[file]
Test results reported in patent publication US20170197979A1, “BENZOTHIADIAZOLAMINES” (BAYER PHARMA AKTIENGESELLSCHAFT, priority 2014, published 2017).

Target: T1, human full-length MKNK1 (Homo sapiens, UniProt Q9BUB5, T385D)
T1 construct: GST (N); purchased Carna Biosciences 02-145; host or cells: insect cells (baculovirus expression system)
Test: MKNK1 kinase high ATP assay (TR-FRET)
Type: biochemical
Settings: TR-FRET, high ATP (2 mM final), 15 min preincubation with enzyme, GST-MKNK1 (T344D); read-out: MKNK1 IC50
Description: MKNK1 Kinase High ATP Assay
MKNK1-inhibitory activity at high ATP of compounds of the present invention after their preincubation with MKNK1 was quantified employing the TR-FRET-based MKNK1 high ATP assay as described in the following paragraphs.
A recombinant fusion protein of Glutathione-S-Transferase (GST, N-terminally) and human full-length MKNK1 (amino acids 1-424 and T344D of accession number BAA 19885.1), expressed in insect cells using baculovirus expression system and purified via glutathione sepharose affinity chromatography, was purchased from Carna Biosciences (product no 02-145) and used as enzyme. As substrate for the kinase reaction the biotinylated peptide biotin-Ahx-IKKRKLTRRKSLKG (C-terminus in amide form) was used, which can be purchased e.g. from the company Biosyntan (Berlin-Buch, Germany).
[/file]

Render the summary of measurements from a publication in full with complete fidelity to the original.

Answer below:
Test results reported in patent publication US20170197979A1, “BENZOTHIADIAZOLAMINES” (BAYER PHARMA AKTIENGESELLSCHAFT, priority 2014, published 2017).

Target: T1, human full-length MKNK1 (Homo sapiens, UniProt Q9BUB5, T385D)
T1 construct: GST (N); purchased Carna Biosciences 02-145; host or cells: insect cells (baculovirus expression system)
Test: MKNK1 kinase high ATP assay (TR-FRET)
Type: biochemical
Settings: TR-FRET, high ATP (2 mM final), 15 min preincubation with enzyme, GST-MKNK1 (T344D); read-out: MKNK1 IC50
Description: MKNK1 Kinase High ATP Assay
MKNK1-inhibitory activity at high ATP of compounds of the present invention after their preincubation with MKNK1 was quantified employing the TR-FRET-based MKNK1 high ATP assay as described in the following paragraphs.
A recombinant fusion protein of Glutathione-S-Transferase (GST, N-terminally) and human full-length MKNK1 (amino acids 1-424 and T344D of accession number BAA 19885.1), expressed in insect cells using baculovirus expression system and purified via glutathione sepharose affinity chromatography, was purchased from Carna Biosciences (product no 02-145) and used as enzyme. As substrate for the kinase reaction the biotinylated peptide biotin-Ahx-IKKRKLTRRKSLKG (C-terminus in amide form) was used, which can be purchased e.g. from the company Biosyntan (Berlin-Buch, Germany).